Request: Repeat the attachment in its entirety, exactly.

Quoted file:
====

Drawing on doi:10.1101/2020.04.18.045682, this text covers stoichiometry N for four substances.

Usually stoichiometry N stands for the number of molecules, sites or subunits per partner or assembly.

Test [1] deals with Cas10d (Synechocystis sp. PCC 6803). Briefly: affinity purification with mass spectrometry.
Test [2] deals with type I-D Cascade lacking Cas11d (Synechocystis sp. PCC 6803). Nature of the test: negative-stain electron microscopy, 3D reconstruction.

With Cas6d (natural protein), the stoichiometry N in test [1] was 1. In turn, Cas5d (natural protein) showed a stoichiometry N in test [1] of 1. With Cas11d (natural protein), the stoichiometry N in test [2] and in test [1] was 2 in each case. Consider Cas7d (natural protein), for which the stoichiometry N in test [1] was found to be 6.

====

Drawing on doi:10.1101/2020.04.18.045682, this text covers stoichiometry N for four substances.

Usually stoichiometry N stands for the number of molecules, sites or subunits per partner or assembly.

Test [1] deals with Cas10d (Synechocystis sp. PCC 6803). Briefly: affinity purification with mass spectrometry.
Test [2] deals with type I-D Cascade lacking Cas11d (Synechocystis sp. PCC 6803). Nature of the test: negative-stain electron microscopy, 3D reconstruction.

With Cas6d (natural protein), the stoichiometry N in test [1] was 1. In turn, Cas5d (natural protein) showed a stoichiometry N in test [1] of 1. With Cas11d (natural protein), the stoichiometry N in test [2] and in test [1] was 2 in each case. Consider Cas7d (natural protein), for which the stoichiometry N in test [1] was found to be 6.